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Councilor Ricky Burgess Proposes New Funding Stream For Affordable Housing

Heather McClain
90.5 WESA
Pittsburgh has an affordable housing shortage of approximately 20,000 units. Councilor Ricky Burgess proposed a way to fast-track their creation.

Pittsburgh City Councilor Ricky Burgess says the city must take bold action to solve its affordable housing crisis. In 2016, a task force estimated a need for 20,000 units, which led to the creation of the Housing Opportunity Fund. 

Despite the effectiveness that fund, Burgess said it could take decades to address the housing shortage. Instead of chipping away at the problem, Burgess wants to make a big investment, and soon.

On Wednesday, Burgess proposed taking out a bond for $60 million to create a revolving loan fund to provide more resources to the Housing Opportunity Fund. There’s precedent for his idea, he said.

In the 1990s, the city of Pittsburgh and the Urban Redevelopment Authority floated a $60 million bond to create the Pittsburgh Development Fund. The money established a revolving loan fund to support large commercial, industrial, and residential developments.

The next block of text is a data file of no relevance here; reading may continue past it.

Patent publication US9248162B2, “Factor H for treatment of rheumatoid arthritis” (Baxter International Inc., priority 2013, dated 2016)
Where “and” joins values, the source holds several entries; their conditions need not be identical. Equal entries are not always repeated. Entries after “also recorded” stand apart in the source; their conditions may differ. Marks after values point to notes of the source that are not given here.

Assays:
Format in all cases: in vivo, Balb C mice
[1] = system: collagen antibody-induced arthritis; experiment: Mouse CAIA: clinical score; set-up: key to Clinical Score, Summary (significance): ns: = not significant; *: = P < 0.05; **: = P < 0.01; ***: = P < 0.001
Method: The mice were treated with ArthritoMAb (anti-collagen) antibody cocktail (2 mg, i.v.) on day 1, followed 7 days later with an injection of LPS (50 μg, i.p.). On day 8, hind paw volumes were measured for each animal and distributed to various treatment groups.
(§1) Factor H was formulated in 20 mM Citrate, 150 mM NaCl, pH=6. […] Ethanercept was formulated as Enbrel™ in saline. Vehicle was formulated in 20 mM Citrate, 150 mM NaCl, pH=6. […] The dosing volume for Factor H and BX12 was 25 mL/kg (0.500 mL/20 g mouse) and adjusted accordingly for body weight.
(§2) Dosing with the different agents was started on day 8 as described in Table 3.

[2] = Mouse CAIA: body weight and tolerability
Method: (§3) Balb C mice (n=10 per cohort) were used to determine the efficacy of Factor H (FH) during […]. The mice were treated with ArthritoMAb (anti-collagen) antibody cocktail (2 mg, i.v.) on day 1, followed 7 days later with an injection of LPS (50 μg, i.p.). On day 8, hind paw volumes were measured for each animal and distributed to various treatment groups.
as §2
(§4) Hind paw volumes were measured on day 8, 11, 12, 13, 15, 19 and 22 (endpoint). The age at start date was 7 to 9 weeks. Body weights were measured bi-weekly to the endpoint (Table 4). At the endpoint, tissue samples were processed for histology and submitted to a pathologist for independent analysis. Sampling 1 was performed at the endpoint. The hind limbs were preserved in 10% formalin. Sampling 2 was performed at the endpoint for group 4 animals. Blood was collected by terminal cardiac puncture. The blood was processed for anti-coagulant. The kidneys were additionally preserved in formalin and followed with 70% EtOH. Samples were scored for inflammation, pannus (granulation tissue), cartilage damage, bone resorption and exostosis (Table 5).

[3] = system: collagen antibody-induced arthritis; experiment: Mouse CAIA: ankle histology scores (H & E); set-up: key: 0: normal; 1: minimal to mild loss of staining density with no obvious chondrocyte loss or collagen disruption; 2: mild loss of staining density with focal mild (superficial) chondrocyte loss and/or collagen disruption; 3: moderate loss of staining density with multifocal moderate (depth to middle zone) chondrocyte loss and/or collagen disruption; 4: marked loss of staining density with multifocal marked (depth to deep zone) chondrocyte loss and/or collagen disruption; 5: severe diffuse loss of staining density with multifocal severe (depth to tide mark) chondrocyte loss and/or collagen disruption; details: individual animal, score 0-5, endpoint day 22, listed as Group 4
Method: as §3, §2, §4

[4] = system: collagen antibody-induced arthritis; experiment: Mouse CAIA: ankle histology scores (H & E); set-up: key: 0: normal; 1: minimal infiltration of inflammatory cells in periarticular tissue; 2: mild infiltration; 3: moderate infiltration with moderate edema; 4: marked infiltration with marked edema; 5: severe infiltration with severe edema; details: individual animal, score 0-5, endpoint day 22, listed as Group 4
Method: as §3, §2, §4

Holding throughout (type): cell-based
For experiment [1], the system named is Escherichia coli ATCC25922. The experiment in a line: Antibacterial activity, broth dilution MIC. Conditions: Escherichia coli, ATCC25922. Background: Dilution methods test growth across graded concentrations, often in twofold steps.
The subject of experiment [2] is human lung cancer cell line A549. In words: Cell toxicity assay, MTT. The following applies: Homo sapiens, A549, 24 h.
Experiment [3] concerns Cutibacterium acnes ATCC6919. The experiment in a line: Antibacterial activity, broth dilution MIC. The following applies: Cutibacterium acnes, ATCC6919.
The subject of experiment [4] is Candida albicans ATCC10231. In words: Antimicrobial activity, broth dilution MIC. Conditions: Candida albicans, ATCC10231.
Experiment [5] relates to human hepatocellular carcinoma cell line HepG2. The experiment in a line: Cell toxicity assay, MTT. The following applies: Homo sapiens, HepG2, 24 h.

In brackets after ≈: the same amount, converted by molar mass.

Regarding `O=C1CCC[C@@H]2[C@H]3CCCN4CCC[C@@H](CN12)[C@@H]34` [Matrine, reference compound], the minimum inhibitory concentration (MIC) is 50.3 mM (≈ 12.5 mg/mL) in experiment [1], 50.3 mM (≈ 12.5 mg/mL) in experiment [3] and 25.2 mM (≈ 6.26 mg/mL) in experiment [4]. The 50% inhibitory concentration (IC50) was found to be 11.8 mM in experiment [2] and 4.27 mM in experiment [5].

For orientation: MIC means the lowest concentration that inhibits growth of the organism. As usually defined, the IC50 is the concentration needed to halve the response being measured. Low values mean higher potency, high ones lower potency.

Burgess said those loans have created investment in and benefitted middle-class and white neighborhoods; today, the minimum loan amount for the fund is $450,000. He stressed that he thought those developments were good, and that the city should use the model to tackle affordable housing.

“We now face this crisis that disproportionately affects black and brown people,” he said. “I’m going to argue, it is time to do the same thing we did for the wealthiest people in Pittsburgh.”

Burgess proposed his plan during a council discussion of the Housing Opportunity Fund’s $10 million allocation for this year. URA officials said demand for their programs far outstrips their resources.

Mayor Bill Peduto said he could support the idea of a bond, but he’s not sure the Housing Opportunity Fund needs that much more money.

“What I think the people would want to see … is where [the money] would go to before the bond would be issued.”

Burgess and Peduto both say they look forward to more conversations about the idea.